When Bridger Walker jumped in front of a German shepherd last year to protect his little sister from an attack, the world hailed him as a hero.
But Bridger, who was 6 at the time and needed 90 stitches to repair the damage to his face, simply reasoned his actions with: “If anyone had to die, I thought it should be me.”
Now, a year later, Bridger’s father, Robert Walker, tells PEOPLE that his son still stands by those words.
“My wife and I asked him, ‘Do you want it to go away?’ And he said, ‘I don’t want it to go away completely,’” says the father of five. “Bridger sees her scar as something to be proud of, but he also doesn’t see it as representative of his brave act. He just perceives it as, “I was a brother and that’s what brothers do.” It is a reminder that his sister was not hurt and that she is okay.”
“Sometimes it almost bothers him when they call him a hero, because [he thinks], ‘Maybe I could have done more to protect her,’” he adds sweetly of his now 7-year-old son.
Bridger Walker and his sister. Robert Walker
It’s that selfless attitude that captured the hearts of millions of people around the world last July after Bridger, of Cheyenne, Wyoming, sprang into action to save her sister.
When her aunt, Nikki Walker, posted about the incident on Instagram, the incredible story went viral, with stars from across Hollywood including the cast of The Avengers, Chris Evans (Captain America), Mark Ruffalo (Hulk) and Brie Larson ( Captain Marvel). – everyone taking the time to praise the child.
It wasn’t just the celebrities. Strangers from around the world who heard about Bridger’s story also wrote letters to the little boy and sent him meaningful gifts to show their support.
“It was certainly unexpected when everything went viral,” Robert says. “It’s not something we would ever want to relive, but the light certainly eclipsed the darkness in exponential degrees.”
“Chris Evans, his video was amazing and he sent the shield. “Bridger couldn’t have been more delighted,” he continues. “When he spoke to Tom Holland, he was probably more amazed because it was a live call, so he certainly left an impression… his emotional recovery was truly a global effort and that was very special to us.”
Some of the care Bridger got came from New York City-based dermatologist Dr. Dhaval Bhanusali, who offered to fly him to his office and provide treatment for free.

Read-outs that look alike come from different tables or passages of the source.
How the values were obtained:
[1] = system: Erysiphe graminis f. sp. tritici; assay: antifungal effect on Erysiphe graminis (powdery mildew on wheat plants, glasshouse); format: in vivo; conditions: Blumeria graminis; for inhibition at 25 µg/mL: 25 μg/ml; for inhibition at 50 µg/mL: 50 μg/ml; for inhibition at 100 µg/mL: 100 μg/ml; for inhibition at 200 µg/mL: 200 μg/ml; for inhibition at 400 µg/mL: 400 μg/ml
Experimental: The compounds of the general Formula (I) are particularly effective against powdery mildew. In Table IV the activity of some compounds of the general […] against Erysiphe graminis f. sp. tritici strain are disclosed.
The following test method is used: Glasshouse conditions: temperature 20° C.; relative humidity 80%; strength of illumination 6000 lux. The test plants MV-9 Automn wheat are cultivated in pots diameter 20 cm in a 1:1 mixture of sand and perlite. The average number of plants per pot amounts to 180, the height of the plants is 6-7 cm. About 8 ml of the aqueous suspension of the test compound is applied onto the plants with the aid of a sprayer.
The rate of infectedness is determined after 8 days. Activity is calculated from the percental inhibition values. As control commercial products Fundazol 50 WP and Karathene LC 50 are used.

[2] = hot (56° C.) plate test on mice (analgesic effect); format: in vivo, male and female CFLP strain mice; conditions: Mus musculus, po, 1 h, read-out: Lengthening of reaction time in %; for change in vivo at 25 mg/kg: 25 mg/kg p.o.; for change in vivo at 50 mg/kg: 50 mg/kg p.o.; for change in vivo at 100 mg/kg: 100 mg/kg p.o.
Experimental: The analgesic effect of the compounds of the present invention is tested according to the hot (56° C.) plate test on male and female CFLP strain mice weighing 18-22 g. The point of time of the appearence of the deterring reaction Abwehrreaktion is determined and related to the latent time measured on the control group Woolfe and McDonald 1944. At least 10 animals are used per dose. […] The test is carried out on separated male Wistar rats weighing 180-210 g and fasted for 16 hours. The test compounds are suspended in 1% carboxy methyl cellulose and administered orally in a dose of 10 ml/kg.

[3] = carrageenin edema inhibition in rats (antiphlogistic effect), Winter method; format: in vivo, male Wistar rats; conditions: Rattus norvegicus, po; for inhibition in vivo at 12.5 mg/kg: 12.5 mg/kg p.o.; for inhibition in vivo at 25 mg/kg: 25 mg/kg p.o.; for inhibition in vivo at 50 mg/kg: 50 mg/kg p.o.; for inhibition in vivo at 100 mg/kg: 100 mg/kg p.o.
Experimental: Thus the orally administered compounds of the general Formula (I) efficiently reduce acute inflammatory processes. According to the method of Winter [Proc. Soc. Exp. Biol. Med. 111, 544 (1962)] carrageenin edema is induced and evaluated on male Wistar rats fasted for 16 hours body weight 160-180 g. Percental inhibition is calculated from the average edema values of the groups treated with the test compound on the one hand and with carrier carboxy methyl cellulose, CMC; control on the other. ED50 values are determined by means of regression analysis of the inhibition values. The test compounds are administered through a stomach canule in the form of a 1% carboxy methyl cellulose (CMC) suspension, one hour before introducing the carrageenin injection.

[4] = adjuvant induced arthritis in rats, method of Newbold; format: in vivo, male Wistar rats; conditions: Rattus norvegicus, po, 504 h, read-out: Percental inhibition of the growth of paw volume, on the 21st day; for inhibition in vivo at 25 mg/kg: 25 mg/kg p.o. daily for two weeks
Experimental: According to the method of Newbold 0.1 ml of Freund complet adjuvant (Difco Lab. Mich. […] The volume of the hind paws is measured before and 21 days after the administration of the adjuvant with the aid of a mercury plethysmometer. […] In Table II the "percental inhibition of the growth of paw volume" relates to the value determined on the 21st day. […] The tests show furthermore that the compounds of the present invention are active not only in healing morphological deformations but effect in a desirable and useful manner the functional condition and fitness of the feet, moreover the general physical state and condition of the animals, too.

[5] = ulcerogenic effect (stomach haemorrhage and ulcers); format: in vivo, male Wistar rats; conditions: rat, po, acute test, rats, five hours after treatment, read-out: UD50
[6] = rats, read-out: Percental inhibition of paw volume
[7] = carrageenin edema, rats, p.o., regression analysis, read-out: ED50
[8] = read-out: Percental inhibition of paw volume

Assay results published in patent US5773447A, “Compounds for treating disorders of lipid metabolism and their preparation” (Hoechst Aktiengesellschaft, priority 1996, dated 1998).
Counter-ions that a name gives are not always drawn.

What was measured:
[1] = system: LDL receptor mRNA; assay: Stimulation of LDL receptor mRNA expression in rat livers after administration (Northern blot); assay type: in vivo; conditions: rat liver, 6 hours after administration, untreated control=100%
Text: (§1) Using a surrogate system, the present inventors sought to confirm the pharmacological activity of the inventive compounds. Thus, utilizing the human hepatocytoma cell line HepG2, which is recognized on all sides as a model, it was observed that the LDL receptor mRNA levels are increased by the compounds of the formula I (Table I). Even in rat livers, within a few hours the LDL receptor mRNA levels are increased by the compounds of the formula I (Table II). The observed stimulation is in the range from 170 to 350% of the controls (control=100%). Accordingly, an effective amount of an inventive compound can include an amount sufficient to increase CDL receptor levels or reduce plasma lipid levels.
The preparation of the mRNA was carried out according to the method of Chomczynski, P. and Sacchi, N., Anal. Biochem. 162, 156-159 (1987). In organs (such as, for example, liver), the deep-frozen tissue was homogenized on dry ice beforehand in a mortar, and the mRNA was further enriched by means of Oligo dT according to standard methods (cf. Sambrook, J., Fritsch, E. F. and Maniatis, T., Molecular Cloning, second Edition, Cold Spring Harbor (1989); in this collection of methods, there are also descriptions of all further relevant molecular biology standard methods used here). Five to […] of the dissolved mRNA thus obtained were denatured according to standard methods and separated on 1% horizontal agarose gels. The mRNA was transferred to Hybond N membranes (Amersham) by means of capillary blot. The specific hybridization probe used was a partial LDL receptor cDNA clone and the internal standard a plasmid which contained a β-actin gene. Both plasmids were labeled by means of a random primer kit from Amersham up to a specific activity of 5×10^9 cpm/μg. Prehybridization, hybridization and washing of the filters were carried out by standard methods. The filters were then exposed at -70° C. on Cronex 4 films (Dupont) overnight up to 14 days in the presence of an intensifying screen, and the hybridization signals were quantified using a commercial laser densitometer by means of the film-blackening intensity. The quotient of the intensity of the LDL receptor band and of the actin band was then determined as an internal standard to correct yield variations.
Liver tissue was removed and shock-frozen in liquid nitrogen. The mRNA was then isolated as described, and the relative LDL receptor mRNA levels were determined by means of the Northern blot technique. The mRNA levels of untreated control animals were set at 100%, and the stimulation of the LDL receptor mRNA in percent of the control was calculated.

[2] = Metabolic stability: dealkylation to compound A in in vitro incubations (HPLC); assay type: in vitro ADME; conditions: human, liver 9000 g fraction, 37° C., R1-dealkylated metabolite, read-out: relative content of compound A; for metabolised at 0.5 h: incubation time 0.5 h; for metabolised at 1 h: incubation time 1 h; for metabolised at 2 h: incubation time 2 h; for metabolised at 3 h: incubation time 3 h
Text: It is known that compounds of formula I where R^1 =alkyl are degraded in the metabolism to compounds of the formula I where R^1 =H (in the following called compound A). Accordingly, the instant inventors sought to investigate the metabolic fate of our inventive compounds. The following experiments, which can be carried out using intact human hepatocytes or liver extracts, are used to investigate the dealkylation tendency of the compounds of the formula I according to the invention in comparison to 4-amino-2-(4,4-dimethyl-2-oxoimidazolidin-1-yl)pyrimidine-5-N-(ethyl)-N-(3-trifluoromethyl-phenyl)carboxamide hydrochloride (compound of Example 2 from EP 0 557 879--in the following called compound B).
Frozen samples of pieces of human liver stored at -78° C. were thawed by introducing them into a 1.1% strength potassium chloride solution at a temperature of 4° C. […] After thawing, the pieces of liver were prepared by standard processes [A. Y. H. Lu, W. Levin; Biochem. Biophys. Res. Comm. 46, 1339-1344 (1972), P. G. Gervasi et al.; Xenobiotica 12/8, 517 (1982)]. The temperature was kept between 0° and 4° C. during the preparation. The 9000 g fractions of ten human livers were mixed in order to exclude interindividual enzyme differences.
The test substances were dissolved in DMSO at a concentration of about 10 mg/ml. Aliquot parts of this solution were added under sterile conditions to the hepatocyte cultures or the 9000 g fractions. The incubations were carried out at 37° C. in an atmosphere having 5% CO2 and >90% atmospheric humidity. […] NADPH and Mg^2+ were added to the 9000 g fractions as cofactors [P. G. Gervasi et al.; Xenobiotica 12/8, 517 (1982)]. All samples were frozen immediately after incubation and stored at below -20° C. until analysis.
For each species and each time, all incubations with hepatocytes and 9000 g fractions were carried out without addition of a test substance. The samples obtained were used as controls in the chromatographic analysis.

“It gave us a lot of hope,” recalls Robert, who says he had just emerged from a disappointing consultation with another doctor who told him Bridger’s scars couldn’t be treated for at least two years. “That was our first rainbow after all this.”
The Walkers accepted Bhanusali’s offer and flew to New York, where Bridger underwent two laser procedures. When traveling across the country became complicated amid the pandemic, Bridger began seeing Utah-based dermatologist Dr. Cory B. Maughan, who performed two more procedures.
Since then, they have all helped reduce Bridger’s scars and restore his smile and morale.
Bridger Walker and his sister. Robert Walker
“Within a year, Dr. Bhanusali and Dr. Maughan were able to heal the scars almost completely,” says Robert. “Our main concern when we got home from the hospital was, ‘Will he ever have a smile again or will he always look hurt?’ And now, seeing his smile brighten again, that was more than we could have hoped for. for.”
Bhanusali tells PEOPLE that while the treatments aren’t “the easiest for a little one to follow,” Bridger “took to it like a champ.”
“I probably felt more pain in my face than he did doing it,” the dermatologist jokes. “That boy is the bravest little boy I have ever met in my life. I don’t think people understood the level of injury he really was.”
“You want him to smile naturally like himself, not like a dull version of himself,” Bhanusali continues. “When we started seeing that, I think after the first treatment or shortly after, that was our victory… it was the best thing we ever did.”
Today, Bridger is waiting to see how the lower half of his scar reacts to the latest procedure before moving on to additional treatments, according to his father.
Although there is some redness and hardening of the subdermal scars that will be addressed, Robert and Bhanusali say everything looks promising.
“We still have a little more work to do on the superficial part of the redness, but structurally everything looks much better,” says Bhanusali. “I always told Robert, ‘When Bridger is in middle school or high school, I want this to be a story he tells, not a memory he has to relive every day.’ And I think we will have that situation.”
As Bridger continues to heal, Robert says he has found joy in watching his “brilliant boy” return to his normal self, “fun, sociable and full of life.”
Bridger Walker and his family. Shelbi Bailey Photography
Bhanusali has also witnessed it: “You can see his personality, you can see his happiness, his joy. When you can look him in the eyes, he is a different human being,” he says.
Robert also notes that he will always be grateful to the people who showed his family so much support over the past year.
“It was absolutely miraculous,” he says. “For thousands, if not millions, of people from around the world to approach a stranger they have never met because they are concerned about the well-being of a 6-year-old child in the middle of Wyoming… there is something special there.”
“I couldn’t be more grateful,” he adds. “And if there is a message in all this, it is that there are good people willing to do great things for a little one.”